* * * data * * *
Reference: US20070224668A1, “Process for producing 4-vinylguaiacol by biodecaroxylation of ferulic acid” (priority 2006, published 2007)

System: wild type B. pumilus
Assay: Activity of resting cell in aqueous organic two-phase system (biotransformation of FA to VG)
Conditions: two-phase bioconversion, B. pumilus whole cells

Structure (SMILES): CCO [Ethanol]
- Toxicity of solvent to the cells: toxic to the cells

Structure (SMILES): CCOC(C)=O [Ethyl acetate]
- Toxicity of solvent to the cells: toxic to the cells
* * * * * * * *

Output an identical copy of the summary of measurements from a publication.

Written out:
Reference: US20070224668A1, “Process for producing 4-vinylguaiacol by biodecaroxylation of ferulic acid” (priority 2006, published 2007)

System: wild type B. pumilus
Assay: Activity of resting cell in aqueous organic two-phase system (biotransformation of FA to VG)
Conditions: two-phase bioconversion, B. pumilus whole cells

Structure (SMILES): CCO [Ethanol]
- Toxicity of solvent to the cells: toxic to the cells

Structure (SMILES): CCOC(C)=O [Ethyl acetate]
- Toxicity of solvent to the cells: toxic to the cells